NSS calls for statutory sex and relationship education in all schools, including those with faith-based ethos
Posted: Fri, 06 Jun 2014 10:17
The National Secular Society has called for age appropriate sex and relationship education (SRE) to be made a statutory part of the national curriculum amid concerns that children and young people are not being guaranteed good quality SRE.
The NSS has submitted evidence to an Education Select Committee inquiry investigating whether Personal Social and Health Education (PSHE) ought to be statutory, arguing that it would like to see SRE made statutory with no permitted opt-outs or exemptions for any free schools or academies, including those with a faith-based ethos.
The Christian Institute, Campaign for Real Education, Family Education Trust and other predominantly religious groups have been producing reports intended to alarm parents and orchestrate an antipathy to SRE. The NSS, however, agree with Ofsted's warning that young people denied SRE of a sufficiently good quality are left vulnerable to inappropriate sexual behaviours and exploitation.
Research has shown that comprehensive SRE can help increase condom and contraceptive use, reduce the number of sexual partners people have, delay the onset of sexual activity, reduce the frequency with which people have it and the rates of teen pregnancy.
Within the context of a child's right to freedom of thought, conscience, religion and education, the NSS has called on the Government to ensure all children and young people receive impartial, evidence-based education about sex and relationships. The submission also raises the problem of homophobic bullying in schools where religious ethos has been found to be contributing to prejudicial and discriminatory views about sexuality and life-style choices. Notably, faith schools have been found to be less likely than other schools to take the necessary steps to prevent and respond to homophobic bullying.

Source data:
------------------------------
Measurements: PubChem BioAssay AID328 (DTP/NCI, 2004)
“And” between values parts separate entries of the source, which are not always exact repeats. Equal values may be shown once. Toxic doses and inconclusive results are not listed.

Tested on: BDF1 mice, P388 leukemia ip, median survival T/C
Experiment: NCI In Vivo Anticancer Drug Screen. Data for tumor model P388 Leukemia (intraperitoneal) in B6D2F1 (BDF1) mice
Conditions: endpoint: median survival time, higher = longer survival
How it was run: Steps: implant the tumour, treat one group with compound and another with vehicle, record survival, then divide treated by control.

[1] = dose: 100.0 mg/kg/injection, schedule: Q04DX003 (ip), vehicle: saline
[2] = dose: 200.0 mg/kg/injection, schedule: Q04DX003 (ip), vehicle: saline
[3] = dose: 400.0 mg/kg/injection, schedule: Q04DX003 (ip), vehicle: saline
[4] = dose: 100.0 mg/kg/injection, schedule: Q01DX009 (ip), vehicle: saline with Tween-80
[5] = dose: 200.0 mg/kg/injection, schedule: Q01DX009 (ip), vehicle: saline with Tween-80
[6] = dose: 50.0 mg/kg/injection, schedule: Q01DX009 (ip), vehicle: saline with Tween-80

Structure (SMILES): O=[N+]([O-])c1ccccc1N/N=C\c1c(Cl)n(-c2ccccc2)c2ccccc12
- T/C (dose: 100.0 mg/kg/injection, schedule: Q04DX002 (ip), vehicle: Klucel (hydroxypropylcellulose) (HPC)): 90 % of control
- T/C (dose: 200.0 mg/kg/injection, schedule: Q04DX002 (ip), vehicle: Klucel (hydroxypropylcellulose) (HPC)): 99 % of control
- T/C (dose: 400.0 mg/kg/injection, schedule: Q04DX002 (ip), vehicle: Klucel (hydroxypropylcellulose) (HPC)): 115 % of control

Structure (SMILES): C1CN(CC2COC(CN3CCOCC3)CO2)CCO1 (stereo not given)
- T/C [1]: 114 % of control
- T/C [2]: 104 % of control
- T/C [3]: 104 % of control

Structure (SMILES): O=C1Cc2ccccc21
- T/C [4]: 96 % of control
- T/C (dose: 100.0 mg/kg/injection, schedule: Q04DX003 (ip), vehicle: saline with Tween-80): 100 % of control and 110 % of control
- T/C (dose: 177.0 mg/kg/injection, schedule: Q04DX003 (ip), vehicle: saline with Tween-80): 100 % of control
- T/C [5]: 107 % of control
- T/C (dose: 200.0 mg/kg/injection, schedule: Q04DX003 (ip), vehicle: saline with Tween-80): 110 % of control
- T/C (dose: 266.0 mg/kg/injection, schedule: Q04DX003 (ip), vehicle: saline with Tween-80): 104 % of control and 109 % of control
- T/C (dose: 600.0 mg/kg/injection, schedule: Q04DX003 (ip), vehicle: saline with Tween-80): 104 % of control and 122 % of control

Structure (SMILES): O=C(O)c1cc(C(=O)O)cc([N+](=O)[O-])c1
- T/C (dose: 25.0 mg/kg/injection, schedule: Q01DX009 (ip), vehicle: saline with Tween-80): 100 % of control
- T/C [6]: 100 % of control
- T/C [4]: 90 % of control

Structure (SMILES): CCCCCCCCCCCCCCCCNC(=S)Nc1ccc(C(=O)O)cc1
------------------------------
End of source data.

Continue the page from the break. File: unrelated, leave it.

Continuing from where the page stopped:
Meanwhile, SRE campaigners have launched a new national campaign calling for statutory sex and relationships education amid concerns of inadequate teacher training.
The Sex Education Forum (SEF), of which the National Secular Society is a member, has launched the 'It's my Right' campaign calling for every pupil, in every school, to be guaranteed high quality SRE, as part of personal, social, health and economic (PSHE) education.
The campaign, which is supported by over 30 organisations and CEOs, shows how providing SRE as part of an entitlement to statutory PSHE would transform the subject. The SEF argues that statutory status would allow teachers to get the training they need to teach SRE most effectively. It would also mean that sufficient time is allocated in the timetable for the subject, in which real life issues, including respectful relationships, domestic violence and consent, are addressed.
Chair of the SEF, Jane Lees, commented: "For too long young people have been telling us about what they wish they had learnt in school about consent and relationships and how better knowledge of their body and sexual health facts could have kept them safer and healthier".
She called on all political parties to make a commitment to make SRE statutory; "standing up for statutory SRE is a move that political leaders can be proud of, and we know that young people, parents and teachers support it".